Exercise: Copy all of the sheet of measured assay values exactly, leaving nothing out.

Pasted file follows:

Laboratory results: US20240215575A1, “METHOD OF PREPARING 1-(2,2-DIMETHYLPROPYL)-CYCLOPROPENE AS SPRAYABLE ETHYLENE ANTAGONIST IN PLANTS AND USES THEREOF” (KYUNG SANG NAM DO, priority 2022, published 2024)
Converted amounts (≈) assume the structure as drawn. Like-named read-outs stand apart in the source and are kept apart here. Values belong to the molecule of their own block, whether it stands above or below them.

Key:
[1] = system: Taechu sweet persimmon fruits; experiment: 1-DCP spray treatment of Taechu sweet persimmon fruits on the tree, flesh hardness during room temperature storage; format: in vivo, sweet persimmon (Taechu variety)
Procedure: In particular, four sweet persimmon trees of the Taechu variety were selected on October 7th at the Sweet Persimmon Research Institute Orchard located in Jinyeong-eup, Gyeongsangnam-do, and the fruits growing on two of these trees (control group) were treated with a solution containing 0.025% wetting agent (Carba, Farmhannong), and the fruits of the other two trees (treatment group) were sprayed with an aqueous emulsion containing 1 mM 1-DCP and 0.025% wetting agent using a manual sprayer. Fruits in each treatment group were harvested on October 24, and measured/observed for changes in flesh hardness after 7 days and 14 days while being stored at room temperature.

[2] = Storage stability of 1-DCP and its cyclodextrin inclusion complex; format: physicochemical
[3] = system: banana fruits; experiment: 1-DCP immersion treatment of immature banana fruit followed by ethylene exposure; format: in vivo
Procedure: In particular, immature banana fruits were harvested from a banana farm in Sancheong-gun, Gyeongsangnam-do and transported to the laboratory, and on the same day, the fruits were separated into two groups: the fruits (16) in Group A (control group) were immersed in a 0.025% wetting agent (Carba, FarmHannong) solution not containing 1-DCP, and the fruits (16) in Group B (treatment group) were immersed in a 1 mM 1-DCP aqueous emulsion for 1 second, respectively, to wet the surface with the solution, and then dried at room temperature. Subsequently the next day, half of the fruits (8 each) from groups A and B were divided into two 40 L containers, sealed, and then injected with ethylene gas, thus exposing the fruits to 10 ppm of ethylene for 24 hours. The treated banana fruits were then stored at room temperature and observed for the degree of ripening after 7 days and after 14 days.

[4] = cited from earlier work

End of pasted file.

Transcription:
Laboratory results: US20240215575A1, “METHOD OF PREPARING 1-(2,2-DIMETHYLPROPYL)-CYCLOPROPENE AS SPRAYABLE ETHYLENE ANTAGONIST IN PLANTS AND USES THEREOF” (KYUNG SANG NAM DO, priority 2022, published 2024)
Converted amounts (≈) assume the structure as drawn. Like-named read-outs stand apart in the source and are kept apart here. Values belong to the molecule of their own block, whether it stands above or below them.

Key:
[1] = system: Taechu sweet persimmon fruits; experiment: 1-DCP spray treatment of Taechu sweet persimmon fruits on the tree, flesh hardness during room temperature storage; format: in vivo, sweet persimmon (Taechu variety)
Procedure: In particular, four sweet persimmon trees of the Taechu variety were selected on October 7th at the Sweet Persimmon Research Institute Orchard located in Jinyeong-eup, Gyeongsangnam-do, and the fruits growing on two of these trees (control group) were treated with a solution containing 0.025% wetting agent (Carba, Farmhannong), and the fruits of the other two trees (treatment group) were sprayed with an aqueous emulsion containing 1 mM 1-DCP and 0.025% wetting agent using a manual sprayer. Fruits in each treatment group were harvested on October 24, and measured/observed for changes in flesh hardness after 7 days and 14 days while being stored at room temperature.

[2] = Storage stability of 1-DCP and its cyclodextrin inclusion complex; format: physicochemical
[3] = system: banana fruits; experiment: 1-DCP immersion treatment of immature banana fruit followed by ethylene exposure; format: in vivo
Procedure: In particular, immature banana fruits were harvested from a banana farm in Sancheong-gun, Gyeongsangnam-do and transported to the laboratory, and on the same day, the fruits were separated into two groups: the fruits (16) in Group A (control group) were immersed in a 0.025% wetting agent (Carba, FarmHannong) solution not containing 1-DCP, and the fruits (16) in Group B (treatment group) were immersed in a 1 mM 1-DCP aqueous emulsion for 1 second, respectively, to wet the surface with the solution, and then dried at room temperature. Subsequently the next day, half of the fruits (8 each) from groups A and B were divided into two 40 L containers, sealed, and then injected with ethylene gas, thus exposing the fruits to 10 ppm of ethylene for 24 hours. The treated banana fruits were then stored at room temperature and observed for the degree of ripening after 7 days and after 14 days.

[4] = cited from earlier work